Anniversary Party

McKeel Hagerty


I can hardly believe it’s been 10 years since we published the first issue of Hagerty magazine. At the time I felt like a little boy with a new puppy. It was only 24 pages, had just two feature stories, and advertising was still in our future. But with lots of great four-color photography, it was a real magazine going out to almost 100,000 clients. More importantly, it was our magazine. We needed it partly because when people asked what industry we were in, I’d never say it was the insurance business; I told them we were in the “car business.” And if that magazine wasn’t proof, nothing was.

I’d wanted to develop a way we could communicate with our clients on a regular basis about stuff for car guys and gals. We’ve stayed true to my original goal of never really talking about insurance. Instead, we’ve used the best automotive resources available to give readers the best stories. In short, I was making the magazine I wanted to read.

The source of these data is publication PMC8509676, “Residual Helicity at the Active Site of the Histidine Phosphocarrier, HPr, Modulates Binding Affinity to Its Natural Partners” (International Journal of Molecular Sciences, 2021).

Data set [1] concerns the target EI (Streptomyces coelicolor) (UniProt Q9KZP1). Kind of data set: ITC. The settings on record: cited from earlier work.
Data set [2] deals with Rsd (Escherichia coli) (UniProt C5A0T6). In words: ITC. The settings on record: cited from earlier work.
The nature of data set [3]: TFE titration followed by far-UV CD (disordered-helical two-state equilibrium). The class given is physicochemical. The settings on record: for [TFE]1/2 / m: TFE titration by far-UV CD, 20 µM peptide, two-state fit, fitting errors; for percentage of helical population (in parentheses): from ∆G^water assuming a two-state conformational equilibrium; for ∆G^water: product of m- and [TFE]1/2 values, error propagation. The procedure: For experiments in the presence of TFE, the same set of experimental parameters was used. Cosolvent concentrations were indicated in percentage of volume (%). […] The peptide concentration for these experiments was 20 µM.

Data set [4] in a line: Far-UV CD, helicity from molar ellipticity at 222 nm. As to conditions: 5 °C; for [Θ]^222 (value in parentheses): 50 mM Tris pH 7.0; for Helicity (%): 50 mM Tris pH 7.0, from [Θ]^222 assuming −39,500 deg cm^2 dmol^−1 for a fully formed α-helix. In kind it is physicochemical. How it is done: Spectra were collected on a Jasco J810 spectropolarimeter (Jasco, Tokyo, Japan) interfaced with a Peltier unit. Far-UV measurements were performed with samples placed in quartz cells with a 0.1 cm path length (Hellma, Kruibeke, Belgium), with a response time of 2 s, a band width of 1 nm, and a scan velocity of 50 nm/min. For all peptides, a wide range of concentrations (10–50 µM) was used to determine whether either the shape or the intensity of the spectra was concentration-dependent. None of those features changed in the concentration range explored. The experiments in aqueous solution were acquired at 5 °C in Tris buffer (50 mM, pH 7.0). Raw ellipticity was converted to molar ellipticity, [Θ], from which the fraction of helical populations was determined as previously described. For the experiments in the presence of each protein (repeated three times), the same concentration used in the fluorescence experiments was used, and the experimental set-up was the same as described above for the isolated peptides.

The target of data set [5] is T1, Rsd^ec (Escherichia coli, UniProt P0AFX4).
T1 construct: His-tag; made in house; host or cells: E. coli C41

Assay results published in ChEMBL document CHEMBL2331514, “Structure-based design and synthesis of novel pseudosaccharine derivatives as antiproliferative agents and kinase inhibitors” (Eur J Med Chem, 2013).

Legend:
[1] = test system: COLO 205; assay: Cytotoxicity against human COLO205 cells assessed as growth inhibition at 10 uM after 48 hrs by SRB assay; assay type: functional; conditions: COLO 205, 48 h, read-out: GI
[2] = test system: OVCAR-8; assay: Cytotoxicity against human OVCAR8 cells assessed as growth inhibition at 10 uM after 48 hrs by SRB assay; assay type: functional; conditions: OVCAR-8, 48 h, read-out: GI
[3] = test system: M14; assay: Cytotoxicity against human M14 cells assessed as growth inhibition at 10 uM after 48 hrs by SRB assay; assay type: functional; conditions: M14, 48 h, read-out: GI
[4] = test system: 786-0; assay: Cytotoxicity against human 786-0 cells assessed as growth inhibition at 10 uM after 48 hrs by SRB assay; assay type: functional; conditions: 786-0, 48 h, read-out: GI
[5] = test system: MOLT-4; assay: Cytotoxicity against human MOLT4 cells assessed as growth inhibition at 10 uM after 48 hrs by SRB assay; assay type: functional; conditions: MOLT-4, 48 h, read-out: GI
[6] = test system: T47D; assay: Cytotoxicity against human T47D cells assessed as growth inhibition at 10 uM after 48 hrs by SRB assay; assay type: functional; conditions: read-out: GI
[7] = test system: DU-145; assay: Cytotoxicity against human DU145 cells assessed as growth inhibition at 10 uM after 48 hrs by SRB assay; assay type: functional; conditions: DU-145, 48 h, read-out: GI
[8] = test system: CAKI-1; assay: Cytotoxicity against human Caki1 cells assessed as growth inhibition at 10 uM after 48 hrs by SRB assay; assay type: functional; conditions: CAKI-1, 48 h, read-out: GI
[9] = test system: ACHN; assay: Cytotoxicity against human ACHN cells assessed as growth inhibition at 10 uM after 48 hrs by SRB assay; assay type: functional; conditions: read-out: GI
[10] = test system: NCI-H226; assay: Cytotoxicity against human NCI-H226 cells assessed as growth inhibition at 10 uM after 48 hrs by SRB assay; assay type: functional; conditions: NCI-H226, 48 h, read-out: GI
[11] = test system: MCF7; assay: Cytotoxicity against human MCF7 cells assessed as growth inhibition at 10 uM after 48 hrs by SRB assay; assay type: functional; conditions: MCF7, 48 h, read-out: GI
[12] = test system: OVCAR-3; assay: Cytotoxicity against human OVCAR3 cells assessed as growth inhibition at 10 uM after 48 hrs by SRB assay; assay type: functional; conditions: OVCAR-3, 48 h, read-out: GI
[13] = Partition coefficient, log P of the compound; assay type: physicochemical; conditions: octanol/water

In fact, when I’m meeting a business contact for the first time, it’s the best business card I could ever hope to have.

As proud as I was of that first magazine when it came out in mid-2006, I was thrilled to see it gradually grow as we added pages and features, before eventually reaching its current length. Along the way, we’ve been fortunate to add some of the greatest writers ever, like P.J. O’Rourke, David E. Davis, Beverly Rae Kimes and Karl Ludvigsen, and we hit important milestones like 300,000 and then 400,000 subscribers. Now we’re printing more than 450,000 copies of each issue while other magazines struggle, and we are the world’s largest classic car magazine by circulation. Within the next year or two, Hagerty magazine will surpass any of the regular car magazines in circulation.

I’ll never forget when one of our friends from the UK, who is a publisher of one of the largest classic car magazines, happened to be in the room in Monterey the day we announced the magazine launch. He came up and said, “You are now the biggest publisher in the classic car space in the world.” I just smiled and said, “Well I guess that makes us partners then.” His joy did not match my own.

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